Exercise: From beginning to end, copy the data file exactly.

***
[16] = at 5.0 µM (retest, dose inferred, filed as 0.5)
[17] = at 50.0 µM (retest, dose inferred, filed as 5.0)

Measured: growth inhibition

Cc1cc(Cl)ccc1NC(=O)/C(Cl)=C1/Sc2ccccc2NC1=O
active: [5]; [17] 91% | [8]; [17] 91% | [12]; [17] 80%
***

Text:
[16] = at 5.0 µM (retest, dose inferred, filed as 0.5)
[17] = at 50.0 µM (retest, dose inferred, filed as 5.0)

Measured: growth inhibition

Cc1cc(Cl)ccc1NC(=O)/C(Cl)=C1/Sc2ccccc2NC1=O
active: [5]; [17] 91% | [8]; [17] 91% | [12]; [17] 80%